Mars Curiosity Rover Drills Into Second Rock

NASA’s Mars Curiosity rover drilled into its second rock on Sunday in its first major activity since emerging from a month-long hibernation.

The latest Mars rover bored 2.6 inches into a rock, named Cumberland, to retrieve a powdered sample, which will be delivered to Curiosity’s onboard science instruments for analysis.

The first drilling took place in February on a rock called “John Klein.” The resulting rock sample revealed that ancient Mars may have been able to support microbial life. The finding was groundbreaking, meaning the mission team wants to confirm it.

NASA officials wrote during a mission update on Monday, “The science team expects to use analysis of material from Cumberland to check findings from John Klein.”

The six-wheeled Curiosity rover, the most technologically advanced so far, touched down on the Red Planet in August. Since then, the one-ton robot has put 2,300 feet on its odometer, inching closer and closer to its destination: the base of Mount Sharp. The formation is a mysterious mountain. It rises 3.4 miles into the Martian sky from the center of the Gale Crater.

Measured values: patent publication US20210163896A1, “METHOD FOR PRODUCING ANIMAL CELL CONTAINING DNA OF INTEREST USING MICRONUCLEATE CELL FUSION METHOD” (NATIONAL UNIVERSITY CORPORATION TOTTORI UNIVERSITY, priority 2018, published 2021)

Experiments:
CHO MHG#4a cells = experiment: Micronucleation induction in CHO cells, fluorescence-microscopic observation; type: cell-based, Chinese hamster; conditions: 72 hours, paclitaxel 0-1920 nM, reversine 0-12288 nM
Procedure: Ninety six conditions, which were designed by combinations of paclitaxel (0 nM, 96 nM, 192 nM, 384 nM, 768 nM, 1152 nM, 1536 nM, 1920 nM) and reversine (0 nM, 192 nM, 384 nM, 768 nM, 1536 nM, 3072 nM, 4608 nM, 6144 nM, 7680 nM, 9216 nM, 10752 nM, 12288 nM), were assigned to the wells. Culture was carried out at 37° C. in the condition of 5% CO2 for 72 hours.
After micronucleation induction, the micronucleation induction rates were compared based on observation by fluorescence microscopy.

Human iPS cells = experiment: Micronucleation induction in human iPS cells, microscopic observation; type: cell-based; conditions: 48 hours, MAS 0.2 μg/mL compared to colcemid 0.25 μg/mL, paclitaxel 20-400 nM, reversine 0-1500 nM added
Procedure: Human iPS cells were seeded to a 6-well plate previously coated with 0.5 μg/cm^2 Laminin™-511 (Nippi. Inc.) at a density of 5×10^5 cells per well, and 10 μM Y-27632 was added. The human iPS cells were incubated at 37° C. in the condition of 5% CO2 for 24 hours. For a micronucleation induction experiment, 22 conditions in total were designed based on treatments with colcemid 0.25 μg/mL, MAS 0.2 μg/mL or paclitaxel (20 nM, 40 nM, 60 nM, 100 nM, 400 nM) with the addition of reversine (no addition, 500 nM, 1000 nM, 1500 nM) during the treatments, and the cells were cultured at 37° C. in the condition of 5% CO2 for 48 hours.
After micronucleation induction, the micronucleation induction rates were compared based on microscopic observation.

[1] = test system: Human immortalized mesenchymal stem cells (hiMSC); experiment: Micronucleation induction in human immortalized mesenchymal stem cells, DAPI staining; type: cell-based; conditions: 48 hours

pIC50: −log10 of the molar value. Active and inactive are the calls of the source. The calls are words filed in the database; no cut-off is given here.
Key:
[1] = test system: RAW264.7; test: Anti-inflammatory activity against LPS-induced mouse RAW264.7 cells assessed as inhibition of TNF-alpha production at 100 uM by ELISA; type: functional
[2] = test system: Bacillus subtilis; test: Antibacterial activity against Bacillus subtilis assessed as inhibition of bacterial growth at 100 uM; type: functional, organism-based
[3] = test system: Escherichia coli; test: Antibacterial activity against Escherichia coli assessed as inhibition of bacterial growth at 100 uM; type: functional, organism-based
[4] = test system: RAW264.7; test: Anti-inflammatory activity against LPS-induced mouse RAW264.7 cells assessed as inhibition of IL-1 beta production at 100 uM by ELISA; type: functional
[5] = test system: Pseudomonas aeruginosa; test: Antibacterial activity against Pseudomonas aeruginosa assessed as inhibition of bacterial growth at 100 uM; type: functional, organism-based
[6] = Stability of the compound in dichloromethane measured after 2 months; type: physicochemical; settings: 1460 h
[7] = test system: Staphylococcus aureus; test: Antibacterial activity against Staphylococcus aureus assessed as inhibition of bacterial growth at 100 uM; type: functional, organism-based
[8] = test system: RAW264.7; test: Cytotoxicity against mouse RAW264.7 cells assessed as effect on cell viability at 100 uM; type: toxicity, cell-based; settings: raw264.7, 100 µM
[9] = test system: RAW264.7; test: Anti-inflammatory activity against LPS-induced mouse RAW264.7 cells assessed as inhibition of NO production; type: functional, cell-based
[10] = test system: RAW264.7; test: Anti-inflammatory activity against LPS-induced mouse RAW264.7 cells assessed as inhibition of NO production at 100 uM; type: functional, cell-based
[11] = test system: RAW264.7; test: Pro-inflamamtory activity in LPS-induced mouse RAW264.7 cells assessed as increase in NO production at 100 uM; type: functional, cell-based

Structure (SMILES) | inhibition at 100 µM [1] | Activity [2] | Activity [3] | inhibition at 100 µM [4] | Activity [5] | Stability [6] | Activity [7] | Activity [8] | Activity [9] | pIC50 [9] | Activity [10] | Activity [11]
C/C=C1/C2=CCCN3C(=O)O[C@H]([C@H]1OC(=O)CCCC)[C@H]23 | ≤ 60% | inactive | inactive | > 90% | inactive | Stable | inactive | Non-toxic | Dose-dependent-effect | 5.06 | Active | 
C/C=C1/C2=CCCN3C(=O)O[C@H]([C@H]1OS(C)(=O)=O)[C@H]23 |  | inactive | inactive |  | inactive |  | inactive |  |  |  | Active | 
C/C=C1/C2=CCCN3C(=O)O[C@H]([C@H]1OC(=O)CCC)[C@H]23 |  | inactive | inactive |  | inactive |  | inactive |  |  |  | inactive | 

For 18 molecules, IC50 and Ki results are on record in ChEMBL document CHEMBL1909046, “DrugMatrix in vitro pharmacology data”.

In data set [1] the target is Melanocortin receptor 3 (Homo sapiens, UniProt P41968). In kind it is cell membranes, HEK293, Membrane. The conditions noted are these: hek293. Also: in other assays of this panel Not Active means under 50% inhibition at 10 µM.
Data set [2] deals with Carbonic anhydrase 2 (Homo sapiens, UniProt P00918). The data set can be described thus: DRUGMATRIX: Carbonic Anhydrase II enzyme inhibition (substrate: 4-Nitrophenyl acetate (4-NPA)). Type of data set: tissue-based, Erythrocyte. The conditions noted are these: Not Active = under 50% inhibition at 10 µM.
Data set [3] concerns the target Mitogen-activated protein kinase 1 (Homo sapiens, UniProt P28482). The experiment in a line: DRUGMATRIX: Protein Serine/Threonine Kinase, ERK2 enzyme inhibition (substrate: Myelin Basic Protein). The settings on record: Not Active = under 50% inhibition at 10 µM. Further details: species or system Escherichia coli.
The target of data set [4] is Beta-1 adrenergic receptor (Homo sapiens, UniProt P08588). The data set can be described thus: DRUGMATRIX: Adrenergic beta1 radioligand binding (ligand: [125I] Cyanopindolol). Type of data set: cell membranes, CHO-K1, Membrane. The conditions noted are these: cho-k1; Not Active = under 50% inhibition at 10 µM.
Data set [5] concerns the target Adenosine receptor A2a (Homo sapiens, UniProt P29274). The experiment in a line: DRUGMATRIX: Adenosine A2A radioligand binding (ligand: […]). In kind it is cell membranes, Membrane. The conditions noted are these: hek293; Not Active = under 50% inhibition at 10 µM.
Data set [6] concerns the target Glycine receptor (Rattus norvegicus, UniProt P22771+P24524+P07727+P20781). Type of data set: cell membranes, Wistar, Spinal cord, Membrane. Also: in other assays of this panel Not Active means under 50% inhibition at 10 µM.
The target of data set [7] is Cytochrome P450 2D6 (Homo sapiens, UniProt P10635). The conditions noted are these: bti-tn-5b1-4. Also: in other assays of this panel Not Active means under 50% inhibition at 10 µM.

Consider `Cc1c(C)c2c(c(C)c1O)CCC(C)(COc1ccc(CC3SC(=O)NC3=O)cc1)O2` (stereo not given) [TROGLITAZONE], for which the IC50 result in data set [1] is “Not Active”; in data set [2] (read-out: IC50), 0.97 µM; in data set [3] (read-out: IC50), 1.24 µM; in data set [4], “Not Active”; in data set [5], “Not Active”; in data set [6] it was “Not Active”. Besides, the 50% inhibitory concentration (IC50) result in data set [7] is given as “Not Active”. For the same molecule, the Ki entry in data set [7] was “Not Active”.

Curiosity is slated to head off to Mount Sharp’s base after it analyzes the sample from Cumberland and wraps up a few other science operations in the area. The mysterious land formation is believed to be a key to scientists in understanding Mars’ history. The mountain’s foothills show signs of past exposure to water.

Scientists also hope that Curiosity will be able to read into Mars’ environmental history as it climbs the layers the mountain’s lower reaches are made from. The rover’s five-mile trip to Mount Sharp will likely take months, as Curiosity’s top speed on a flat surface is about 0.09 miles per hour.

NASA’s Curiosity rover mission will take two years and will hopefully provide some keys into the Red Planet’s past. The rock drill of Cumberland may provide some clues as well.